Using the GRIM, DOE forecasts the domestic labor expenditure for commercial prerinse spray valve production labor in 2019 will be approximately $2.0 million. Using the $21.86 hourly wage rate including fringe benefits and 2,039 production hours per year per employee found in the 2011 ASM, DOE estimates there will be approximately 44 domestic production workers involved in assembling and, to a lesser extent, fabricating components for commercial prerinse spray valves in 2019, the year in which any amended standards would go into effect. In addition, DOE estimates that 22 non-production employees in the United States will support commercial prerinse spray valve production. The employment spreadsheet of the commercial prerinse spray valve GRIM shows the annual domestic employment impacts in further detail.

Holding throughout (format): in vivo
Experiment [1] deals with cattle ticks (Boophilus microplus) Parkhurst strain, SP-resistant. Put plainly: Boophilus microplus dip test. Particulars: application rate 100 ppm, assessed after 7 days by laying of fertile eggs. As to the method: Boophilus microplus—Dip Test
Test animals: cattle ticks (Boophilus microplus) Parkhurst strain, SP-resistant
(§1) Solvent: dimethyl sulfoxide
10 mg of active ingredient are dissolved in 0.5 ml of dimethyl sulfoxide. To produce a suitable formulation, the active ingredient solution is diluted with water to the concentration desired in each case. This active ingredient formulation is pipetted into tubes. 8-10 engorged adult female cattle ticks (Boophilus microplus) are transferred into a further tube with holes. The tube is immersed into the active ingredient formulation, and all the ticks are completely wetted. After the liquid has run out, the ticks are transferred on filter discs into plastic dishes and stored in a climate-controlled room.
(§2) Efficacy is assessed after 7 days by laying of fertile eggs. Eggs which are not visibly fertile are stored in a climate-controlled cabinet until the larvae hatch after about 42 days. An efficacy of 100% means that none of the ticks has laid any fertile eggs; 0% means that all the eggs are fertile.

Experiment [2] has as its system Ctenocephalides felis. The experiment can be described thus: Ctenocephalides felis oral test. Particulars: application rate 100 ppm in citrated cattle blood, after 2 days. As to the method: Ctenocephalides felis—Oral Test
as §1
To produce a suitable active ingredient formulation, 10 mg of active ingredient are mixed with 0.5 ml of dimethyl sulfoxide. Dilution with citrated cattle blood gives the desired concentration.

The production worker estimates in this section cover workers only up to the line-supervisor level who are directly involved in fabricating and assembling commercial prerinse spray valves within an original equipment manufacturer (OEM) facility. Workers performing services that are closely associated with production operations, such as material handling with a forklift, are also included as production labor. Additionally, the employment impacts shown are independent of the employment impacts from the broader U.S. economy, which are documented in chapter 12 of the NOPR TSD.

Table V.14 depicts the potential levels of production employment that could result following amended energy conservation standards as calculated by the GRIM. The employment levels shown reflect the scenario in which manufacturers continue to produce the same scope of covered products in domestic facilities and domestic production is not shifted to lower-labor-cost countries. The following discussion includes a qualitative evaluation of the likelihood of negative domestic production employment impacts at the various TSLs.Start Printed Page 39521

Table V.14—Total Number of Domestic Commercial Prerinse Spray Valve Production Workers in 2019

No-standards caseTrial standard level
1234
Total Number of Domestic Production Workers in 2019 (without changes in production locations)4444444444